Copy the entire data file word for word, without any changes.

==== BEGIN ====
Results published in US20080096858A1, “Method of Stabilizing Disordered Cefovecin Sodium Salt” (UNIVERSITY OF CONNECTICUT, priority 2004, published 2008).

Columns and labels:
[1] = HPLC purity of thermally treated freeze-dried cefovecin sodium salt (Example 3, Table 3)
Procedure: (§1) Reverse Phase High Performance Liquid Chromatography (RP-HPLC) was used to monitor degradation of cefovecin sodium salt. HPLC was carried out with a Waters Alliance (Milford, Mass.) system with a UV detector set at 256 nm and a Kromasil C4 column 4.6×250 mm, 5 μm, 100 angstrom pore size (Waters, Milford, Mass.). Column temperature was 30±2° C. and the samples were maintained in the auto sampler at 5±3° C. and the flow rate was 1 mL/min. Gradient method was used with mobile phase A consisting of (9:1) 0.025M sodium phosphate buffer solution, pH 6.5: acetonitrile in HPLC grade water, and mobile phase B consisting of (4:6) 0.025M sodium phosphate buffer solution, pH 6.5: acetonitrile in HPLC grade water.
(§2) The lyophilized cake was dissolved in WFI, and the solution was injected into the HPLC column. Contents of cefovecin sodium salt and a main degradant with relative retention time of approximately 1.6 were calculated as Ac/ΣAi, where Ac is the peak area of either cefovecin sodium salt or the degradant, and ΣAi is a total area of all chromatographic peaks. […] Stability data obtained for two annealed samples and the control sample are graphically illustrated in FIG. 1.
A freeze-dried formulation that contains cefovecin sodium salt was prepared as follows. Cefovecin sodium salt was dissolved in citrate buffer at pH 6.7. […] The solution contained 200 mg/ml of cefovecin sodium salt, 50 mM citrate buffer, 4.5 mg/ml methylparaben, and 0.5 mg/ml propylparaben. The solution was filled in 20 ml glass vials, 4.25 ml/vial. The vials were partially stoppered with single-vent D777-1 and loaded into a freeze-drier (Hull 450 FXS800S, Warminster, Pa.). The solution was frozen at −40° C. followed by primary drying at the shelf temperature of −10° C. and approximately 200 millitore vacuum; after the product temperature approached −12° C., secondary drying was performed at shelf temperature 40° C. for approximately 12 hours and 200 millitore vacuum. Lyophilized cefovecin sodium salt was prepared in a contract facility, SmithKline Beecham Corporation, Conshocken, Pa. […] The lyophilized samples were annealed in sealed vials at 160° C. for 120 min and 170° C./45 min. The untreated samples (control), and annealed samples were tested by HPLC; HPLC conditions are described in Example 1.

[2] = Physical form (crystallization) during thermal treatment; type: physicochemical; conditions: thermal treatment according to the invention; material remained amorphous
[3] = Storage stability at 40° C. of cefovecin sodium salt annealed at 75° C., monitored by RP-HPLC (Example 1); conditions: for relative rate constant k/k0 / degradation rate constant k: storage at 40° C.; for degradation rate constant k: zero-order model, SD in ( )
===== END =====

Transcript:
Results published in US20080096858A1, “Method of Stabilizing Disordered Cefovecin Sodium Salt” (UNIVERSITY OF CONNECTICUT, priority 2004, published 2008).

Columns and labels:
[1] = HPLC purity of thermally treated freeze-dried cefovecin sodium salt (Example 3, Table 3)
Procedure: (§1) Reverse Phase High Performance Liquid Chromatography (RP-HPLC) was used to monitor degradation of cefovecin sodium salt. HPLC was carried out with a Waters Alliance (Milford, Mass.) system with a UV detector set at 256 nm and a Kromasil C4 column 4.6×250 mm, 5 μm, 100 angstrom pore size (Waters, Milford, Mass.). Column temperature was 30±2° C. and the samples were maintained in the auto sampler at 5±3° C. and the flow rate was 1 mL/min. Gradient method was used with mobile phase A consisting of (9:1) 0.025M sodium phosphate buffer solution, pH 6.5: acetonitrile in HPLC grade water, and mobile phase B consisting of (4:6) 0.025M sodium phosphate buffer solution, pH 6.5: acetonitrile in HPLC grade water.
(§2) The lyophilized cake was dissolved in WFI, and the solution was injected into the HPLC column. Contents of cefovecin sodium salt and a main degradant with relative retention time of approximately 1.6 were calculated as Ac/ΣAi, where Ac is the peak area of either cefovecin sodium salt or the degradant, and ΣAi is a total area of all chromatographic peaks. […] Stability data obtained for two annealed samples and the control sample are graphically illustrated in FIG. 1.
A freeze-dried formulation that contains cefovecin sodium salt was prepared as follows. Cefovecin sodium salt was dissolved in citrate buffer at pH 6.7. […] The solution contained 200 mg/ml of cefovecin sodium salt, 50 mM citrate buffer, 4.5 mg/ml methylparaben, and 0.5 mg/ml propylparaben. The solution was filled in 20 ml glass vials, 4.25 ml/vial. The vials were partially stoppered with single-vent D777-1 and loaded into a freeze-drier (Hull 450 FXS800S, Warminster, Pa.). The solution was frozen at −40° C. followed by primary drying at the shelf temperature of −10° C. and approximately 200 millitore vacuum; after the product temperature approached −12° C., secondary drying was performed at shelf temperature 40° C. for approximately 12 hours and 200 millitore vacuum. Lyophilized cefovecin sodium salt was prepared in a contract facility, SmithKline Beecham Corporation, Conshocken, Pa. […] The lyophilized samples were annealed in sealed vials at 160° C. for 120 min and 170° C./45 min. The untreated samples (control), and annealed samples were tested by HPLC; HPLC conditions are described in Example 1.

[2] = Physical form (crystallization) during thermal treatment; type: physicochemical; conditions: thermal treatment according to the invention; material remained amorphous
[3] = Storage stability at 40° C. of cefovecin sodium salt annealed at 75° C., monitored by RP-HPLC (Example 1); conditions: for relative rate constant k/k0 / degradation rate constant k: storage at 40° C.; for degradation rate constant k: zero-order model, SD in ( )